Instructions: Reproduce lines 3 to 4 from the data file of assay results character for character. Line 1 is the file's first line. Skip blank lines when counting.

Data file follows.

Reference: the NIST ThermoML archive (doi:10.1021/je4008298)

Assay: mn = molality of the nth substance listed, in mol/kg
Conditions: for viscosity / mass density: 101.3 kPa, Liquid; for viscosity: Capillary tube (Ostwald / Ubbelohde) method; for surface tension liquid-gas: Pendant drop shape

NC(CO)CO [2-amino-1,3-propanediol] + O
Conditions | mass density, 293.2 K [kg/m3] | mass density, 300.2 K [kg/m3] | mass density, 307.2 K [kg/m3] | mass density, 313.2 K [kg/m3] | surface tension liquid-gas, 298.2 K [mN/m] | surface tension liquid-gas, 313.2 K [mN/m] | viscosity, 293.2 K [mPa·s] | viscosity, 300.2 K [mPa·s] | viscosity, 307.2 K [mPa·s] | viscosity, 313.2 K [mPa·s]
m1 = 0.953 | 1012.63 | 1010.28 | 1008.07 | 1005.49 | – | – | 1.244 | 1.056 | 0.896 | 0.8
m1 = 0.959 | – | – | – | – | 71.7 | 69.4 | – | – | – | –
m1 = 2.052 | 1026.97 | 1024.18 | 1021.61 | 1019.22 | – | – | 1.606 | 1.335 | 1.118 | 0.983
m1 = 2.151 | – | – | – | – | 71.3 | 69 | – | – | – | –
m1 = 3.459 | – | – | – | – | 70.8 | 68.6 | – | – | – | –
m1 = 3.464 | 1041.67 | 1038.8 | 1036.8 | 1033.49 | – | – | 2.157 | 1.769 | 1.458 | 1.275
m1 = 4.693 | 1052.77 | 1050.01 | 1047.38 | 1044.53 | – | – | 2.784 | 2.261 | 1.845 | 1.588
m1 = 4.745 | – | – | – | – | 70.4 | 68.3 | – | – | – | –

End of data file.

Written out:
Conditions: for viscosity / mass density: 101.3 kPa, Liquid; for viscosity: Capillary tube (Ostwald / Ubbelohde) method; for surface tension liquid-gas: Pendant drop shape

NC(CO)CO [2-amino-1,3-propanediol] + O